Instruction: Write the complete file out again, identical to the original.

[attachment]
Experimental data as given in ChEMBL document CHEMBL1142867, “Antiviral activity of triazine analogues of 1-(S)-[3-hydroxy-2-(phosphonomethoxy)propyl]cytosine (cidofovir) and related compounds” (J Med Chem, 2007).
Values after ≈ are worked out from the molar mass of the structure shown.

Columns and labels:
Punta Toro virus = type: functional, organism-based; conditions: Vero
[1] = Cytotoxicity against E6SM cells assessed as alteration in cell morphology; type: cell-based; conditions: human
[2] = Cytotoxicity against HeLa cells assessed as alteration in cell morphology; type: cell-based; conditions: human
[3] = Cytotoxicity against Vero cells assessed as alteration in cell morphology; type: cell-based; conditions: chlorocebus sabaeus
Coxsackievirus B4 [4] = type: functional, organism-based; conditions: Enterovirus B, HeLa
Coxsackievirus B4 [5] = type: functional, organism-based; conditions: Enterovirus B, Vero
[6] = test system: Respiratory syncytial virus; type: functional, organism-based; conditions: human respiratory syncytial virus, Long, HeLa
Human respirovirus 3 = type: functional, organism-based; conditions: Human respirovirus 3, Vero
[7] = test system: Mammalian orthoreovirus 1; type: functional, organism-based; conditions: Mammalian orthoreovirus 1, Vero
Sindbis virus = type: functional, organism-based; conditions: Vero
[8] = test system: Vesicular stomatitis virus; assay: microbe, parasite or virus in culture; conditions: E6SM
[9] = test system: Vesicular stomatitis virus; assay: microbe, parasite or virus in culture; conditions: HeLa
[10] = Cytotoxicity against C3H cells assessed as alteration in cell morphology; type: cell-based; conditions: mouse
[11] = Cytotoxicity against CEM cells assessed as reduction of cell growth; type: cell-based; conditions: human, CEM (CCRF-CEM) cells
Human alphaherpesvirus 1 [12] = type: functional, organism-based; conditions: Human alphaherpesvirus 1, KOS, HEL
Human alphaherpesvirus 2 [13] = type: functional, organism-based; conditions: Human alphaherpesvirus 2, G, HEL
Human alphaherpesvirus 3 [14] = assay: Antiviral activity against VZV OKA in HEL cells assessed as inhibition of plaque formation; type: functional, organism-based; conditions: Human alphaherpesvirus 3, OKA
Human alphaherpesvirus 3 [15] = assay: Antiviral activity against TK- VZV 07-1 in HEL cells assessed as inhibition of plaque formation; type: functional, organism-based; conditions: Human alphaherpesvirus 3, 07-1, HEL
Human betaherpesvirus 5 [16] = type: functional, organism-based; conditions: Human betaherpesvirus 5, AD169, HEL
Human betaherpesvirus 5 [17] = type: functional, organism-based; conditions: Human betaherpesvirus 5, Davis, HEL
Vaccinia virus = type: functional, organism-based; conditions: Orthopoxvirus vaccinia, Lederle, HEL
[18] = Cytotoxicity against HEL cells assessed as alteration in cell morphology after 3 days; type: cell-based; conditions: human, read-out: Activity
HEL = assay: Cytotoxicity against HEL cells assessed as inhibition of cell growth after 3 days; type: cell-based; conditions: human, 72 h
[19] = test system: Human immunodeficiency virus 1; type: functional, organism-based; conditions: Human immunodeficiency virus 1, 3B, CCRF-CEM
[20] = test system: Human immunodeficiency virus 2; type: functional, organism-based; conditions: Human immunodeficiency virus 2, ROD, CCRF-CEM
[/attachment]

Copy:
Experimental data as given in ChEMBL document CHEMBL1142867, “Antiviral activity of triazine analogues of 1-(S)-[3-hydroxy-2-(phosphonomethoxy)propyl]cytosine (cidofovir) and related compounds” (J Med Chem, 2007).
Values after ≈ are worked out from the molar mass of the structure shown.

Columns and labels:
Punta Toro virus = type: functional, organism-based; conditions: Vero
[1] = Cytotoxicity against E6SM cells assessed as alteration in cell morphology; type: cell-based; conditions: human
[2] = Cytotoxicity against HeLa cells assessed as alteration in cell morphology; type: cell-based; conditions: human
[3] = Cytotoxicity against Vero cells assessed as alteration in cell morphology; type: cell-based; conditions: chlorocebus sabaeus
Coxsackievirus B4 [4] = type: functional, organism-based; conditions: Enterovirus B, HeLa
Coxsackievirus B4 [5] = type: functional, organism-based; conditions: Enterovirus B, Vero
[6] = test system: Respiratory syncytial virus; type: functional, organism-based; conditions: human respiratory syncytial virus, Long, HeLa
Human respirovirus 3 = type: functional, organism-based; conditions: Human respirovirus 3, Vero
[7] = test system: Mammalian orthoreovirus 1; type: functional, organism-based; conditions: Mammalian orthoreovirus 1, Vero
Sindbis virus = type: functional, organism-based; conditions: Vero
[8] = test system: Vesicular stomatitis virus; assay: microbe, parasite or virus in culture; conditions: E6SM
[9] = test system: Vesicular stomatitis virus; assay: microbe, parasite or virus in culture; conditions: HeLa
[10] = Cytotoxicity against C3H cells assessed as alteration in cell morphology; type: cell-based; conditions: mouse
[11] = Cytotoxicity against CEM cells assessed as reduction of cell growth; type: cell-based; conditions: human, CEM (CCRF-CEM) cells
Human alphaherpesvirus 1 [12] = type: functional, organism-based; conditions: Human alphaherpesvirus 1, KOS, HEL
Human alphaherpesvirus 2 [13] = type: functional, organism-based; conditions: Human alphaherpesvirus 2, G, HEL
Human alphaherpesvirus 3 [14] = assay: Antiviral activity against VZV OKA in HEL cells assessed as inhibition of plaque formation; type: functional, organism-based; conditions: Human alphaherpesvirus 3, OKA
Human alphaherpesvirus 3 [15] = assay: Antiviral activity against TK- VZV 07-1 in HEL cells assessed as inhibition of plaque formation; type: functional, organism-based; conditions: Human alphaherpesvirus 3, 07-1, HEL
Human betaherpesvirus 5 [16] = type: functional, organism-based; conditions: Human betaherpesvirus 5, AD169, HEL
Human betaherpesvirus 5 [17] = type: functional, organism-based; conditions: Human betaherpesvirus 5, Davis, HEL
Vaccinia virus = type: functional, organism-based; conditions: Orthopoxvirus vaccinia, Lederle, HEL
[18] = Cytotoxicity against HEL cells assessed as alteration in cell morphology after 3 days; type: cell-based; conditions: human, read-out: Activity
HEL = assay: Cytotoxicity against HEL cells assessed as inhibition of cell growth after 3 days; type: cell-based; conditions: human, 72 h
[19] = test system: Human immunodeficiency virus 1; type: functional, organism-based; conditions: Human immunodeficiency virus 1, 3B, CCRF-CEM
[20] = test system: Human immunodeficiency virus 2; type: functional, organism-based; conditions: Human immunodeficiency virus 2, ROD, CCRF-CEM